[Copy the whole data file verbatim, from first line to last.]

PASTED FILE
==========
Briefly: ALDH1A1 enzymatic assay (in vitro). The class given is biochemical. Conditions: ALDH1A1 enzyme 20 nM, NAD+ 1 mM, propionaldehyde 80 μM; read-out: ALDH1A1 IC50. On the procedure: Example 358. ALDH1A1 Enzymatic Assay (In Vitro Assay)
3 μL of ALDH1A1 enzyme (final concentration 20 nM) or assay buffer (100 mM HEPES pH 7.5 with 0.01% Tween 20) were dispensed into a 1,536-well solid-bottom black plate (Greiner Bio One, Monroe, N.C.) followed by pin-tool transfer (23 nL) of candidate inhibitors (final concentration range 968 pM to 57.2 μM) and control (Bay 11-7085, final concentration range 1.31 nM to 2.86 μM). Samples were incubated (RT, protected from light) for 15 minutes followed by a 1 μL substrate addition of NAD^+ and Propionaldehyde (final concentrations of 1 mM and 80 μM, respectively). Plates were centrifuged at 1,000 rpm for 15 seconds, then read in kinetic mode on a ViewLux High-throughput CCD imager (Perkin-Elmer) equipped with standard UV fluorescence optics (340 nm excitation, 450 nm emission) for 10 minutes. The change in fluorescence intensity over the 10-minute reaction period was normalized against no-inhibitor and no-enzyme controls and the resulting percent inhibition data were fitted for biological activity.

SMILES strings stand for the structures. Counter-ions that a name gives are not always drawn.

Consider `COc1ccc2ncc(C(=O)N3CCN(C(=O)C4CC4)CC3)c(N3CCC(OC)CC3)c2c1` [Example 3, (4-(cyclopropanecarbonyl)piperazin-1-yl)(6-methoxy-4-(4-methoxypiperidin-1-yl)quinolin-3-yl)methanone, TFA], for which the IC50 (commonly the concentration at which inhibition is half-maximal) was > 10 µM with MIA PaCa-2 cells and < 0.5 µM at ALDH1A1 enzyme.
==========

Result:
Briefly: ALDH1A1 enzymatic assay (in vitro). The class given is biochemical. Conditions: ALDH1A1 enzyme 20 nM, NAD+ 1 mM, propionaldehyde 80 μM; read-out: ALDH1A1 IC50. On the procedure: Example 358. ALDH1A1 Enzymatic Assay (In Vitro Assay)
3 μL of ALDH1A1 enzyme (final concentration 20 nM) or assay buffer (100 mM HEPES pH 7.5 with 0.01% Tween 20) were dispensed into a 1,536-well solid-bottom black plate (Greiner Bio One, Monroe, N.C.) followed by pin-tool transfer (23 nL) of candidate inhibitors (final concentration range 968 pM to 57.2 μM) and control (Bay 11-7085, final concentration range 1.31 nM to 2.86 μM). Samples were incubated (RT, protected from light) for 15 minutes followed by a 1 μL substrate addition of NAD^+ and Propionaldehyde (final concentrations of 1 mM and 80 μM, respectively). Plates were centrifuged at 1,000 rpm for 15 seconds, then read in kinetic mode on a ViewLux High-throughput CCD imager (Perkin-Elmer) equipped with standard UV fluorescence optics (340 nm excitation, 450 nm emission) for 10 minutes. The change in fluorescence intensity over the 10-minute reaction period was normalized against no-inhibitor and no-enzyme controls and the resulting percent inhibition data were fitted for biological activity.

SMILES strings stand for the structures. Counter-ions that a name gives are not always drawn.

Consider `COc1ccc2ncc(C(=O)N3CCN(C(=O)C4CC4)CC3)c(N3CCC(OC)CC3)c2c1` [Example 3, (4-(cyclopropanecarbonyl)piperazin-1-yl)(6-methoxy-4-(4-methoxypiperidin-1-yl)quinolin-3-yl)methanone, TFA], for which the IC50 (commonly the concentration at which inhibition is half-maximal) was > 10 µM with MIA PaCa-2 cells and < 0.5 µM at ALDH1A1 enzyme.